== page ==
The Vintage Trio. 21mm, 35mm and 50mm from Voigtlander.

The Vintage Trio. 21mm, 35mm and 50mm from Voigtlander.

Yesterday I wrote some thoughts about the Voigtlander 21mm f/3.5 M mount lens. A small well made lens that looks like it came from the past but is a modern-day production piece of glass. It sits in the vintage line from Voigtlander and there are two other lenses in this line that share the same design. The recently reviewed 35mm f/2 and the true bargain in the lineup, the 50 f/3.5.

All three of these lenses are small, made to a high standard and offer a beautiful rendering.

The 50 f/3.5 Heliar

REVIEW HERE. The unique looking 50 f/3.5 is a fantastic little lens that comes in at a great price. One of my favorite 50mm lenses even though it is a slower aperture lens. While its widest aperture in f/3.5 the rendering of this lens is like butter. Amazing color, and a smooth rendering that reminds me much of the Leica 50 APO that comes in at $8,000. It’s sharp yet never clinical (Like the APO) and is a deal at $549. 

The 35 f/2 Ultron

REVIEW HERE. The 35mm f/2 Ultron in the vintage line is a gorgeous little sucker. Small, jewel like, and again with a smooth buttery rendering that is never soft but instead has that sharp feel without being overly sharp or clinical. THIS is a good thing. It renders photos with “life” and also does amazingly well with black and white.

I love this lens and it comes in at $799.

The 21mm f/3.5 Color Skopar

REVIEW HERE. This one is another fine lens in the vintage line. I just posted my full thoughts on this lens and it rounds out this collection of small tiny lenses nicely. When you want that wider angle, this is the lens you would pull out. Again, buttery smooth rendering though if you use this adapted to a larger mirrorless like a Panasonic S1, Leica SL or even a Sony A7III you will get some vignetting out of camera. You can correct this in post processing but the other two lenses (the 35 and 50) do not have any kind of noticeable vignetting (on the S1 anyway).

The 21mm comes in at $799.

These are Leica M mount lenses and would be perfect on a Leica M. These days most feel if they buy a Leica they must use Leica M glass when the truth is a lens is your paint brush. There really is no “better” but there is “different”. I find Leica M lenses no better than Voigtlander lenses but they are different.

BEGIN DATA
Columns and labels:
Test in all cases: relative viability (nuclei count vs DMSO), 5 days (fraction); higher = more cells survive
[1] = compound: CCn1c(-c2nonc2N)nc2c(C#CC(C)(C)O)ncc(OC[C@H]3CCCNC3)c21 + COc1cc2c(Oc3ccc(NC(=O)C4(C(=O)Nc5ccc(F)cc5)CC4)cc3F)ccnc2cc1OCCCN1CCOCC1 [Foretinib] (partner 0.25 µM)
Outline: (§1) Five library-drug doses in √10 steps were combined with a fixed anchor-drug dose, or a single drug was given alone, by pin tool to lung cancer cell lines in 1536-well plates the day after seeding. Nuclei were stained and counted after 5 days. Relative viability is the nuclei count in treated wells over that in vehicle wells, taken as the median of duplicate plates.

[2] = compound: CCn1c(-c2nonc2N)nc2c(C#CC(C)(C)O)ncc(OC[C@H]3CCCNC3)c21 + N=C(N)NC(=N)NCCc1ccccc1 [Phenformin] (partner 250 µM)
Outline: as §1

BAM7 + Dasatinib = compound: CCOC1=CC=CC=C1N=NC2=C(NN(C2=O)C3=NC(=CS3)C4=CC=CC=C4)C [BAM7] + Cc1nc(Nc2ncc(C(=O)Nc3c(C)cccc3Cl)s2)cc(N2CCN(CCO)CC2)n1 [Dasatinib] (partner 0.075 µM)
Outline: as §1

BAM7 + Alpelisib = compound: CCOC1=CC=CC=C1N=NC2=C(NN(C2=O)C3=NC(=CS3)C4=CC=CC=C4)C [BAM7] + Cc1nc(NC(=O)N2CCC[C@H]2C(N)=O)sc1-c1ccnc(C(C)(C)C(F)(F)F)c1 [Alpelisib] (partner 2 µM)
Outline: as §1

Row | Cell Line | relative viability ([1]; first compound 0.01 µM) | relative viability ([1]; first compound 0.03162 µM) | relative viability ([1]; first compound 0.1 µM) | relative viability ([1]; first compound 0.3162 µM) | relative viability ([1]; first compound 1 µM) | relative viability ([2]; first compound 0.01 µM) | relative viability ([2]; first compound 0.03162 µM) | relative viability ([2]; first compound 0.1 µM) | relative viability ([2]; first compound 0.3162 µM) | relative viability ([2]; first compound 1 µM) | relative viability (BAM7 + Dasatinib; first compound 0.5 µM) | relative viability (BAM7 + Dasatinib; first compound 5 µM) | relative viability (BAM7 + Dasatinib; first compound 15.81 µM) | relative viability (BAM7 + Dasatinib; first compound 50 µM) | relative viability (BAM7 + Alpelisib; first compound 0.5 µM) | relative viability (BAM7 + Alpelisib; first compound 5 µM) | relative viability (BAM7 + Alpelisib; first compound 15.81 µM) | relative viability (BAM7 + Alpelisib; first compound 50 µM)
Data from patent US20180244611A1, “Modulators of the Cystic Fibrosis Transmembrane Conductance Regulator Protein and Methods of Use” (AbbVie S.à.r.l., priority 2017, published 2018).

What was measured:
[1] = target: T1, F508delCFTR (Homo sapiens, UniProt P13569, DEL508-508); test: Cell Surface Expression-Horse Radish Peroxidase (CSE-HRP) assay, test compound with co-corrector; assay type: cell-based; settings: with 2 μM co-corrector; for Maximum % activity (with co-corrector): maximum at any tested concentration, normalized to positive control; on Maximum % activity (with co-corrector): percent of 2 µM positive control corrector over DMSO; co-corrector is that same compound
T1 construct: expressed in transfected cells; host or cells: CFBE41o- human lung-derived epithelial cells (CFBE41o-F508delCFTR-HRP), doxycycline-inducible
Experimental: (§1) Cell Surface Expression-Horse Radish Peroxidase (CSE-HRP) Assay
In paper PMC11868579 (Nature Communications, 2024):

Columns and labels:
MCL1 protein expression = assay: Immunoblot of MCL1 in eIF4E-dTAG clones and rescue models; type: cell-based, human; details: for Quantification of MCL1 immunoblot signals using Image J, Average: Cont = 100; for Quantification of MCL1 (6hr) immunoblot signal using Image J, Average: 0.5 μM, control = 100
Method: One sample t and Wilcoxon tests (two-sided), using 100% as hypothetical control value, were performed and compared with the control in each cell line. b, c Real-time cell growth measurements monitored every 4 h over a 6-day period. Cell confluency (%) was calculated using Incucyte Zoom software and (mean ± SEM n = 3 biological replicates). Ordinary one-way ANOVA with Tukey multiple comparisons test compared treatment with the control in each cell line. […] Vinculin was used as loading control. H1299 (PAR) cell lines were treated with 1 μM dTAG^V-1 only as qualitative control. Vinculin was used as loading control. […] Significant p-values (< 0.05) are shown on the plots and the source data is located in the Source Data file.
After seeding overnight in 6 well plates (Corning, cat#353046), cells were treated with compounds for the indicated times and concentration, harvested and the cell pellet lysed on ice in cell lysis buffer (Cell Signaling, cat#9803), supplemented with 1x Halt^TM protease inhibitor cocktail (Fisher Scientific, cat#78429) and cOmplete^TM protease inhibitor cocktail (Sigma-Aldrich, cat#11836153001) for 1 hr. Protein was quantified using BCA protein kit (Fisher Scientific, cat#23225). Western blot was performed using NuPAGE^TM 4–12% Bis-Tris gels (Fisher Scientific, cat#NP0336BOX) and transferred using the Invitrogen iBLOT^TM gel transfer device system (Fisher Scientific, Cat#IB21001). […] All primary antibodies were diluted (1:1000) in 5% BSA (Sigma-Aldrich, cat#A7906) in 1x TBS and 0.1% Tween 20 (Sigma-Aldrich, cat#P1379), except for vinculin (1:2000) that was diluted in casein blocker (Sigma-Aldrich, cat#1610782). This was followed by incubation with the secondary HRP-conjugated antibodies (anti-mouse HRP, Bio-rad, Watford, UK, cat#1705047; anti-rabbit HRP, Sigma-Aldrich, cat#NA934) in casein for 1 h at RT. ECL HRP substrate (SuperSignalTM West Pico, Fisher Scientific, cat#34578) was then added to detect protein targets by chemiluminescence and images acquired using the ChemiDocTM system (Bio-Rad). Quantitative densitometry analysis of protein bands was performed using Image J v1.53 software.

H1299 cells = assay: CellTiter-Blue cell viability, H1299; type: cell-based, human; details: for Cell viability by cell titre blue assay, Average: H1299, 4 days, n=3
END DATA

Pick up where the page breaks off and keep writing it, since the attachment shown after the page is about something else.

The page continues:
Leica will render in a cooler color, and will be sharper across the frame. But sometimes too much sharpness makes for a clinical looking image. In my opinion, biting sharpness does not make an image. The image make the image ; ) These lenses here are up to the task of creating art and beautiful images.

So if you buy an M10 from Leica, and your bank account is dry from the purchase of the body…do not feel slighted if you need to buy a Voigtlander lens. To be honest, I own 7 Voigtlander lenses as of this writing. I find todays Voigtlander competes in many ways with Leica and Zeiss with a different kind of rendering. Just as Zeiss ZM offers a warm color pop over Leica’s cooler color pop and a more 3D rendering even over Leica, these little vintage line lenses offer something in between the two but with massive savings to your wallet. In fact you could buy all three of these lenses for just over $2100.

The beauty of these lenses for me, and all M mount lenses, is that they are small, feel amazing in the hand and are manual focus. I love having full control over my focus because sometimes camera have a tendency to not focus on what you want. Manual focus is easy, yet rewarding at the same time. In these days of having the camera do everything for us, it is very nice to take control.

You can find all Voigtlander glass over at CameraQuest.com 

 

8 Comments

  1. Hi Steve,
    Do you know if the new vintage 21mm F3,5 does render sharper in the corners than the former 21mm F4, special when using a Sony A7III? I owe the 21/4 and get it only sharper there at F11, F16…
    best Veit

  2. Hi Steve I have to decide between the new 35 f1.4 announced and the 35 f 2 vintage, I would be interested in valure the bokeh and pop.
    Direct comparisons would be very interesting. Also the direct comparison between 40 and 50 f 1.2.
    best regards.
    Antonio Coppola

    • The 35 1.4 would give you more depth and pop. The 40 1.2, I felt was slightly better than the 50 1.2. Not sure why but my copy seemed to be a tad better in the 40 1.2. I own the 50 1.2 though 😉

  3. Nice choices, Steve. One question – what about a 28/50/75 setup? Currently I have a 28/35/50 (using the Fuji X100S with both the WCL & TCL adapters) but sometimes wish for a little more focal length coming from the newspaper/documentary world where I had everything from 18mm to 300mm for work. Does Voigtlander have a 75mm that you would put with your 21/50 lenses for a three lens setup?

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